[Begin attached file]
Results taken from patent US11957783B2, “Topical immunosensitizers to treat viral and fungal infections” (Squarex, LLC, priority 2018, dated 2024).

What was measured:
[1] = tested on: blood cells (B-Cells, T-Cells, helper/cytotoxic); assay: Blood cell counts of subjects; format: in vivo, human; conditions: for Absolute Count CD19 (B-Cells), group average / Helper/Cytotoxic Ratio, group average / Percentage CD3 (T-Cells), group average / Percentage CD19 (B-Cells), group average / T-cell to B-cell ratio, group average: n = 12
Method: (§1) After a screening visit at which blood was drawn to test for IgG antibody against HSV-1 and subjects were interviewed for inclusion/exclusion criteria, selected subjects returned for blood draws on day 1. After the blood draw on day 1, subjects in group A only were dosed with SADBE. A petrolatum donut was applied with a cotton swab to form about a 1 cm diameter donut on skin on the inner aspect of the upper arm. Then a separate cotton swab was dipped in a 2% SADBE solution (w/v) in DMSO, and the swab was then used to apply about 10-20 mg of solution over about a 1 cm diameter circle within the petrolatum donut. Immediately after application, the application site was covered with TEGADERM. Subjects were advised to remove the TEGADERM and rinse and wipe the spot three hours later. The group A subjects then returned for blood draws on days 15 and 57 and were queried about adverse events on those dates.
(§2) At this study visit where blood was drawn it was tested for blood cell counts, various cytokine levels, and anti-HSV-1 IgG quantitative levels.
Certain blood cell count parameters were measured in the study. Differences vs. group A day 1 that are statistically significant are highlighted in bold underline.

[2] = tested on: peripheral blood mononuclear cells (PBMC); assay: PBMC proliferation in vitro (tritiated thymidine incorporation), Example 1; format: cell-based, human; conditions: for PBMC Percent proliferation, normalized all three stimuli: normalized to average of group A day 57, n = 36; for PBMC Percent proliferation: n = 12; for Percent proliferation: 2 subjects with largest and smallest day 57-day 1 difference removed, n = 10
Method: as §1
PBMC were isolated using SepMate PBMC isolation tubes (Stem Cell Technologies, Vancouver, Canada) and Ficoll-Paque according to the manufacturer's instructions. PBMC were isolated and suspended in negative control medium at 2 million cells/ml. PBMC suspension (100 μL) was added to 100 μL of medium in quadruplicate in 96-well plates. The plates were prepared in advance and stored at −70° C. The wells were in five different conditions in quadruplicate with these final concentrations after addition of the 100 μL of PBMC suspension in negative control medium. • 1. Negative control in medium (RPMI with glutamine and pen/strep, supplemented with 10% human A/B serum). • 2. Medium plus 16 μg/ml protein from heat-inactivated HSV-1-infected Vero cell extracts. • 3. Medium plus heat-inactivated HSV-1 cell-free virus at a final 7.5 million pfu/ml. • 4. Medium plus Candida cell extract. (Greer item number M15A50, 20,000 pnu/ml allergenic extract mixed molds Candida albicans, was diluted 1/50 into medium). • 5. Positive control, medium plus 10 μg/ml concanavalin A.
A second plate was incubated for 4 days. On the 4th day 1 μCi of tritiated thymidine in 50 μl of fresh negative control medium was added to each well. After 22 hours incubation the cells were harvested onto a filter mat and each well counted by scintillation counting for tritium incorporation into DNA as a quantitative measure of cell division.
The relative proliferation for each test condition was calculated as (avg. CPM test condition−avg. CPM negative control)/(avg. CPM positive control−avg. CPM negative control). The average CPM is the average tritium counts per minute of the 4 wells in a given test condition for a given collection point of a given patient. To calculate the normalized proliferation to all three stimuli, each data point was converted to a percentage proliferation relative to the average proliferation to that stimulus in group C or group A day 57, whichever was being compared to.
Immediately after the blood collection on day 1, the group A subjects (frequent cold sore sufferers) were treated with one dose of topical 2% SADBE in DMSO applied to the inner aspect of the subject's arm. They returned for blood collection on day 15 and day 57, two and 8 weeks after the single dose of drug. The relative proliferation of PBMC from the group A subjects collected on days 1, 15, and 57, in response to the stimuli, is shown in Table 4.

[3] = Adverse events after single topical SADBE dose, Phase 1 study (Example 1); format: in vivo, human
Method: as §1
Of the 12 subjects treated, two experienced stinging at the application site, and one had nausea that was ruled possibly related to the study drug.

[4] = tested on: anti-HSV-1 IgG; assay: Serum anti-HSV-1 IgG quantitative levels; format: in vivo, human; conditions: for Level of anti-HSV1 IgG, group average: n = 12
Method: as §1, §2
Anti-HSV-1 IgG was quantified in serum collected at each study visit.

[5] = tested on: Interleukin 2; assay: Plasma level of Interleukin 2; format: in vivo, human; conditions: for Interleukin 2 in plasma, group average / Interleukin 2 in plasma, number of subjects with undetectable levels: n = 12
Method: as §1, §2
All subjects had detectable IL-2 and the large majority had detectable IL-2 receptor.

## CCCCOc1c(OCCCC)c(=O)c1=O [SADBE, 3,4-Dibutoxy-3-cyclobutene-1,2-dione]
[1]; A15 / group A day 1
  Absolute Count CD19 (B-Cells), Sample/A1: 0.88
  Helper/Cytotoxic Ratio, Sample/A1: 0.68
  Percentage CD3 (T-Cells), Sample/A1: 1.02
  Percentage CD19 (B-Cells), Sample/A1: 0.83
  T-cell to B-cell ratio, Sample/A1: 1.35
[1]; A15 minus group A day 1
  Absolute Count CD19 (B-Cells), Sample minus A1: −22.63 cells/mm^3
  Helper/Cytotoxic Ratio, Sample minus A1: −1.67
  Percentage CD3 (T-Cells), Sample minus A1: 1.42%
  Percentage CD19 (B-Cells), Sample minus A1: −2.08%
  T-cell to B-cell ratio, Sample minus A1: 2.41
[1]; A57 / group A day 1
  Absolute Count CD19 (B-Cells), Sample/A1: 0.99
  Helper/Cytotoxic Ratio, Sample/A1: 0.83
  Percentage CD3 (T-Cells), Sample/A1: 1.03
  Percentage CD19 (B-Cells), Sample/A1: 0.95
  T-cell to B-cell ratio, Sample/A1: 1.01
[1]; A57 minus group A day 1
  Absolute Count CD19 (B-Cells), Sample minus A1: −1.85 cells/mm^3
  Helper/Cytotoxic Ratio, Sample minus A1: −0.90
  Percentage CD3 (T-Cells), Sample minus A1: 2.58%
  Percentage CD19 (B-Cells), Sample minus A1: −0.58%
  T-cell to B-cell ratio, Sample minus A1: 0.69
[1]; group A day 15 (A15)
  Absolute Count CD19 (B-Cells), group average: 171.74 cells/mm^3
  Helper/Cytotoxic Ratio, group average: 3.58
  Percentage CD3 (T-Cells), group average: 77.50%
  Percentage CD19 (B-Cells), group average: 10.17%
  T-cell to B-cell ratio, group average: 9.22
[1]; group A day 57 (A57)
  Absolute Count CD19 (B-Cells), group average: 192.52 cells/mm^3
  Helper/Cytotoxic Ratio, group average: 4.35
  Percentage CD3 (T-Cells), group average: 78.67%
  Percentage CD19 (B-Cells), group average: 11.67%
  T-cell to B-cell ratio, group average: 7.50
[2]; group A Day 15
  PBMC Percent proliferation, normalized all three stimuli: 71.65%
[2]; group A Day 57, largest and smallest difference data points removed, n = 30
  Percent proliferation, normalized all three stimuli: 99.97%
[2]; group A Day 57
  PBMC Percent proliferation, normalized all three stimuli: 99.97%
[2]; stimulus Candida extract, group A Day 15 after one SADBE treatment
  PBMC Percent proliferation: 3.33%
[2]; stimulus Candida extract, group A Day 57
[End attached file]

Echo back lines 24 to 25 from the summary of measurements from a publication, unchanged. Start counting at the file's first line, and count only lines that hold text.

  Absolute Count CD19 (B-Cells), Sample/A1: 0.88
  Helper/Cytotoxic Ratio, Sample/A1: 0.68